NotesFAQContact Us
Search Tips
ERIC Number: ED333437
Record Type: Non-Journal
Publication Date: 1990
Pages: 18
Abstractor: N/A
Reference Count: N/A
The Difficulty of Reading. Report Series 4.4.
Elam, Helen
American education has long equated reading with the narrower notion of literacy. Such an approach bypasses the concept of "difficulty," or the placing of ideas into question. The educational system has resisted adoption of a broader view of reading, because: (1) anything difficult is viewed as elitist and undemocratic; and (2) the concept of "difficulty" arises from such "alien" disciplines as philosophy and psychoanalysis. The idea of reading as an interpretive activity removes the interdisciplinary boundaries. Poetry, for example, inhabits a space where logic and clarity do not hold sway, where language opens up strange paths that defy all intellectual classifications and attempts at possession. Radical questioning of the legitimacy of knowledge and the function of the university has been resisted by both academia and marginalized groups. Problematization, or the bringing of an issue to difficulty, defers solution and closure. Traditional feminist and minority discourse become the representation of the culture, without either "literature" or "culture" being put into question. Newer approaches to criticism reject the possibility of metatheory which classifies the "whole" from a privileged point of view and identifies reading with estrangement and difficulty. If the work of theory is the problematizing of reading, theory stands in opposition to the institution. Theory ultimately puts the institution's role, organization, and relation to knowledge into question. While the sciences fit in well in the academy, the humanities' role is to problematize method and engage the classroom and the university in difficulty. (Twenty-two references are attached.) (SG)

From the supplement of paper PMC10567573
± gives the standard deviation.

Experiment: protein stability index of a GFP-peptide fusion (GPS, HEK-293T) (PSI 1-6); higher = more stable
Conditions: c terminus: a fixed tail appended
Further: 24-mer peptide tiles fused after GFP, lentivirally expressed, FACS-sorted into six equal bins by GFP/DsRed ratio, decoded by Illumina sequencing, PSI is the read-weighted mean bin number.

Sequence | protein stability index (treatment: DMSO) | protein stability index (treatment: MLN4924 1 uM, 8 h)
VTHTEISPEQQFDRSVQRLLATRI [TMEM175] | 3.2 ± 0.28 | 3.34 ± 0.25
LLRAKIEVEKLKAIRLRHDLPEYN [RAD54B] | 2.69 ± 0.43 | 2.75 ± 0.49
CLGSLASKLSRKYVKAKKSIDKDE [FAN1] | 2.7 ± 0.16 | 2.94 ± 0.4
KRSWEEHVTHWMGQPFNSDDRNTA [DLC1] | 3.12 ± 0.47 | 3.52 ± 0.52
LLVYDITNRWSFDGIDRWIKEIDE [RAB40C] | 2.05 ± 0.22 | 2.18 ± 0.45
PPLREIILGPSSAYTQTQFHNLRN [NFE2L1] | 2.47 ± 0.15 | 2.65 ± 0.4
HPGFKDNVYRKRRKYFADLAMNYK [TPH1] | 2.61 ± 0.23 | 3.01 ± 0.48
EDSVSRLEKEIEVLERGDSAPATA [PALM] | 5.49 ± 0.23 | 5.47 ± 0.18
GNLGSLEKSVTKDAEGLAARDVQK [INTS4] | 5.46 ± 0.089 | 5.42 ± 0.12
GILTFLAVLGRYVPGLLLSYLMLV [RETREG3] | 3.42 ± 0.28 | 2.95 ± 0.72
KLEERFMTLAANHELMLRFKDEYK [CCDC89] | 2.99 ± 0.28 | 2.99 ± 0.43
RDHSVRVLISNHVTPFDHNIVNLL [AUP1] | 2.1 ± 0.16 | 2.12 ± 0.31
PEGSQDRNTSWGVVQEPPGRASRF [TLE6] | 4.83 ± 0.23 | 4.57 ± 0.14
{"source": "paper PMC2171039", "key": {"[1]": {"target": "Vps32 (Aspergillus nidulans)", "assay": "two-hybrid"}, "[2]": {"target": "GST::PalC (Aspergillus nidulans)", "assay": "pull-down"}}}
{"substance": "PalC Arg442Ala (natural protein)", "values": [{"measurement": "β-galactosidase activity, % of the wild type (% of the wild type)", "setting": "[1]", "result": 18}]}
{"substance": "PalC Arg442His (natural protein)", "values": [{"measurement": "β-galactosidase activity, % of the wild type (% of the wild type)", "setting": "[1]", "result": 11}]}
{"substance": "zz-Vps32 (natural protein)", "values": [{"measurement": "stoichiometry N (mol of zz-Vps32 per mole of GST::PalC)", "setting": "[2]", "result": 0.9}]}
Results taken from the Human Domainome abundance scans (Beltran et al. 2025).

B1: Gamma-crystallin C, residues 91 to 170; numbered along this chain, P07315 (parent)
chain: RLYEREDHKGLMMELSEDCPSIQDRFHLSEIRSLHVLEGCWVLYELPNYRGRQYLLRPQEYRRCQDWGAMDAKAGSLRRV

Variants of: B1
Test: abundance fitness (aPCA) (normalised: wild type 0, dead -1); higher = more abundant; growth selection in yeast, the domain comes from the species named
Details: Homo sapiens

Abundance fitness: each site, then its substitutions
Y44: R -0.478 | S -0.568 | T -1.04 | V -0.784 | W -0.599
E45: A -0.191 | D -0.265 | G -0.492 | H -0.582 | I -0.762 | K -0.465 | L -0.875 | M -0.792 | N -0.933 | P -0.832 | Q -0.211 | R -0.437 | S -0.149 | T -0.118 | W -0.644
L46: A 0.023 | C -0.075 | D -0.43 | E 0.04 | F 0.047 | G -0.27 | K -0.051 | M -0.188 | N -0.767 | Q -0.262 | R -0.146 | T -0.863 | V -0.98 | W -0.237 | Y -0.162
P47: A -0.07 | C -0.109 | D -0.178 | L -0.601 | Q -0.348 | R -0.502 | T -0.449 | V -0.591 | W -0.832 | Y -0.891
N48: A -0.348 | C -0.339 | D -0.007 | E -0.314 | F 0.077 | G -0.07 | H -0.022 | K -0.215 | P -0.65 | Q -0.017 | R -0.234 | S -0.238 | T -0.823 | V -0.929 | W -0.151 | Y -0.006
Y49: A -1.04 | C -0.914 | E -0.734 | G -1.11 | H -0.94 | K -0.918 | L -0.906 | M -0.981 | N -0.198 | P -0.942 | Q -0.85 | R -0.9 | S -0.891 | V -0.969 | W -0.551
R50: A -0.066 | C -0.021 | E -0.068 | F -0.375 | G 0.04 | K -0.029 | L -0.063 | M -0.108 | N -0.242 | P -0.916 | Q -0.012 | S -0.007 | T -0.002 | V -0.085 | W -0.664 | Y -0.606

Literature Center, University of Albany, Ed B-9, 1400 Washington Ave., Albany, NY 12222 ($3.00 prepaid; checks payable to the Research Foundation of SUNY).
Publication Type: Opinion Papers; Reports - Evaluative
Education Level: N/A
Audience: N/A
Language: English
Sponsor: National Endowment for the Arts, Washington, DC.; Office of Educational Research and Improvement (ED), Washington, DC.
Authoring Institution: Center for the Learning and Teaching of Literature, Albany, NY.